In his first detailed account of his actions, former Austin police officer Geoffrey Freeman contended he made no errors in shooting a naked, unarmed teen. He gave himself an “A” for his actions that day, and he solely blames the youth for a 10-second chain of events that ended in their deadly clash, documents obtained by the American-Statesman and KVUE-TV show.
Freeman, who had been on the force 11 years and was fired for the Feb. 8 shooting, acknowledged he could have used other weapons — including his hands, a Taser, a baton and pepper spray — to fend off 17-year-old David Joseph, but said he opted to fire his gun because he saw the charging teen as a threat to his life.
He described the shooting as a classic case of self-defense.
“My intent was to get there, hold the scene, hold him there if he stayed there,” Freeman testified as part of a deposition in a federal wrongful death lawsuit filed by the Joseph family. “I tried to wait. … I gave ample distance. He chose to charge at me.”
The shooting led to an immediate firestorm over Freeman’s use of lethal force, which many — including Chief Art Acevedo — saw as a deadly overreaction. It intensified already brewing friction between Acevedo and many officers about how police use force, particularly against minority members, and exposed what some have described as a disconnect between the standards of rank-and-file officers, and those of Acevedo and the chief’s bosses at City Hall.
Acevedo, who angered officers by standing with groups such as Black Lives Matters days after the shooting, fired Freeman for a number of policy violations, including the use of unreasonable force, and flatly declared him unsuitable to work in law enforcement. But the police union continues to vigorously defend Freeman.
The case is one of two highly controversial Austin police use-of-force encounters to receive public scrutiny in recent months at a time of national focus on the issue. The second involved the violent arrest of teacher Breaion King, which remains under an internal and criminal investigation.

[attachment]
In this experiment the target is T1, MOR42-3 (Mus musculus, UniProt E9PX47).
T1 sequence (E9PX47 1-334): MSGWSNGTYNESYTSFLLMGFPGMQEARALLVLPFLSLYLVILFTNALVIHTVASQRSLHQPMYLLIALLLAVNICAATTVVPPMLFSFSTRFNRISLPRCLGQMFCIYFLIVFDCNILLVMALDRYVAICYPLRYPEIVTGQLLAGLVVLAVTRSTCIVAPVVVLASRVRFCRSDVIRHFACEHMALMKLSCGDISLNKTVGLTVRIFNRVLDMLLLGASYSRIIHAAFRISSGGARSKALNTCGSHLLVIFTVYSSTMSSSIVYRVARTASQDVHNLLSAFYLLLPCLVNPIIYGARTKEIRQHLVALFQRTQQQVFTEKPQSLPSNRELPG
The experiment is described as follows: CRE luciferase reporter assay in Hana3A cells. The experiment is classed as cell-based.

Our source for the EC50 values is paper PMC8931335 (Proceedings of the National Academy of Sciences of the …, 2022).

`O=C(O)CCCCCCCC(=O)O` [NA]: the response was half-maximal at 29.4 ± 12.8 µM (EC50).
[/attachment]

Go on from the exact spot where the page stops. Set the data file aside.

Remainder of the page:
The release of a 257-page transcript of Freeman’s deposition and accompanying four-hour video comes at a crucial time in the case: Freeman and the city are preparing for a weeklong arbitration in early December in which he is seeking reinstatement. City lawyers also are weighing whether to resolve the lawsuit against Freeman by possibly taking it to trial next year or settling the case.
The documents also mark the most comprehensive account from Freeman, who provided a more limited statement to detectives immediately after the shooting that prosecutors released in May after a grand jury declined to indict him. The deposition records were provided to the Statesman by the Joseph family attorney, who questioned Freeman under oath in a proceeding that at times grew heated, particularly concerning how Freeman assessed Joseph’s intentions moments before firing.
“You aren’t in my darn shoes,” Freeman shouted at the attorney, Jeff Edwards. “You don’t know me. You have no idea what he was going to do. You don’t know. You weren’t there. I was.”
Freeman’s attorney declined to comment for this story.
Waiting for backup
Previously released law enforcement reports provide a narrative of what happened the morning leading up to the shooting.
Police had received several 911 calls about disturbances in a neighborhood near Interstate 35 and Tech Ridge Boulevard. Callers reported that a man had been chasing residents in the area. At 10:22 a.m., Freeman rolled toward the 12000 block of Natures Bend, responding to a report about a naked man running across the street.
One minute later, he radioed, “Let’s get a couple of other units on this. It sounds like this guy could either be, he’s a 10-96 (subject with mental illness) and losing it or high or something.” Two additional officers radioed that they were on the way.
Freeman, 42, arrived alone in his patrol car at 10:25 a.m. and asked backup officers to hurry. Video captured from a camera in Freeman’s car shows Joseph, who was naked, standing in the middle of the street.
In the video, Freeman exits his car, and Joseph almost instantly sprints toward him, covering about 90 feet in about seven seconds before the gunshots. Freeman commanded Joseph several times to stop and “don’t move” before firing. Freeman shot twice, hitting Joseph in the chest, leg and hand.